I didn’t publish my first book until I was forty-nine. Life is not a race to the finish line—we all know where that leads. The point is that you can make a comeback at any age.

I recommend you read the book Late Bloomers. I can attest to the validity of the tactics listed in this guide. This is because I’d been using these strategies long before I read about them in the book.

One thing I’d been doing before that was listed in the book was to write about myself using the third person. Using the word she.

As well I use my given name Chris Bruni in the Bruni in the City column I write for an independent mental health journal.

Late bloomers share these six traits: curiosity, compassion, resilience, insight, wisdom, and equanimity.

Reading this book should empower those of us who didn’t crash through the starting gate early in the horse race of life.

All hail the late bloomers.

Exploring “Career” Options

My goal is for the Working Assets blog to honor and embrace the multitude of “career” options available to individuals living in recovery.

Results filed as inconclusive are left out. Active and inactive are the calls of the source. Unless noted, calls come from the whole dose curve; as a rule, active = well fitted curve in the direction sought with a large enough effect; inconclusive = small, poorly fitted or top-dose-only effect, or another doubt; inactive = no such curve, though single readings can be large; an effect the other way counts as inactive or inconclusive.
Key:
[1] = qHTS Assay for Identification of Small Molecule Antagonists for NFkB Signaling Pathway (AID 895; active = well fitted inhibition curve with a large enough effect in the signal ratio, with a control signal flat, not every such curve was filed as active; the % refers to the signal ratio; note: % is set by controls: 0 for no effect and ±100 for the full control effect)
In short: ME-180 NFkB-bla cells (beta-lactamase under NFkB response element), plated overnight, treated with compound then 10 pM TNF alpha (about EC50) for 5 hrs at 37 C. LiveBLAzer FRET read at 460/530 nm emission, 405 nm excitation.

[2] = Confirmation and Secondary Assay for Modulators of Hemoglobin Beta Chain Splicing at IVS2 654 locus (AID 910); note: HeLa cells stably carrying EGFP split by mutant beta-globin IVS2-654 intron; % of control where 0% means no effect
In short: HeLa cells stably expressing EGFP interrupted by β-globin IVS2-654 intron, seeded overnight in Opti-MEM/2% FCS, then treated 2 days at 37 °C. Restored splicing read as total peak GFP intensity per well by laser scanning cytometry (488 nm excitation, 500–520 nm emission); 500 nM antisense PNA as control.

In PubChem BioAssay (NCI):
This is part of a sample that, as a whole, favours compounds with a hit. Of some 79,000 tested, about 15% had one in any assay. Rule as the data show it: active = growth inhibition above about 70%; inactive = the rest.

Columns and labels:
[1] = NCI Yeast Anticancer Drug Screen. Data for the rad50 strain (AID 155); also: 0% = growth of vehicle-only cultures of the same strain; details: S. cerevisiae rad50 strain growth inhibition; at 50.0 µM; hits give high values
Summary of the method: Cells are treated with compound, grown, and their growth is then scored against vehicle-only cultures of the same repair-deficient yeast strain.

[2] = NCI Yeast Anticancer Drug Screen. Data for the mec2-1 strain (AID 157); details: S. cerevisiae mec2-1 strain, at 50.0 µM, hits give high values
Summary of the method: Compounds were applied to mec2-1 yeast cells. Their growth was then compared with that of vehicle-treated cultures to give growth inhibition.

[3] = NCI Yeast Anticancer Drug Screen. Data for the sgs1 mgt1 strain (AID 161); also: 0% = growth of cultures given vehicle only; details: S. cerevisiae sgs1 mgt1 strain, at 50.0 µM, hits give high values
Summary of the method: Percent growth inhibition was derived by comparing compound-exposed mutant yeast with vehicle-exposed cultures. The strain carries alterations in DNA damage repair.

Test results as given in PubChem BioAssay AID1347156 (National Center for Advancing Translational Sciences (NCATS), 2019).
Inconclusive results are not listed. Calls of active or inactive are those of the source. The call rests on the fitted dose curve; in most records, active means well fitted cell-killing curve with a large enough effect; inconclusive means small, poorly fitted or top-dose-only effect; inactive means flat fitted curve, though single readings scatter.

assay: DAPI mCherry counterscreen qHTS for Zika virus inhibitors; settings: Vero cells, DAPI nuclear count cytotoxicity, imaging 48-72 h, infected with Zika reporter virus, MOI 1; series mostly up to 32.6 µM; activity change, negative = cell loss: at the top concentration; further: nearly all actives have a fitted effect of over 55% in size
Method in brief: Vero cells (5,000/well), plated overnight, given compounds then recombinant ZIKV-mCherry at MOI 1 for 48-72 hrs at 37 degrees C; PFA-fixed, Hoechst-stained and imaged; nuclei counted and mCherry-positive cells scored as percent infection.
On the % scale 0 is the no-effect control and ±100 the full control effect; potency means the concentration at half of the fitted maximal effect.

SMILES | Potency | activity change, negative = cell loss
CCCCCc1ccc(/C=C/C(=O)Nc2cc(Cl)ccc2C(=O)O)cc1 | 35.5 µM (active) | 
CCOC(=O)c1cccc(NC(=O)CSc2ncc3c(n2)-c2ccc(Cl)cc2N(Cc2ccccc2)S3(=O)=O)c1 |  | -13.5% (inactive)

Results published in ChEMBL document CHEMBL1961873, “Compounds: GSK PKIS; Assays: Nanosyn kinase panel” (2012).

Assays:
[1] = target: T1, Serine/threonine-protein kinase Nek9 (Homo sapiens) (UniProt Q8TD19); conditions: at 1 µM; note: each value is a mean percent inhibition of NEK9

Variety is said to be the spice of life. Different jobs are the spices that flavor our recovery.

You can be happy working at a job that pays very little compared to other careers. Altruists in humanitarian professions don’t earn the big bucks. Yet the self-validation you get from helping others can’t be beat.

It’s a myth to use external markers of success–a college degree; a high-paying job–to define a person’s status in society.

For years in my blog I’ve celebrated Rite Aid cashiers. Every day they’re ringing up orders and doing it with a smile. Some of them have held this job for years. And years.

Extending the definition of a career is imperative. How a person lives their life is as much an art form and vocation as a traditional job.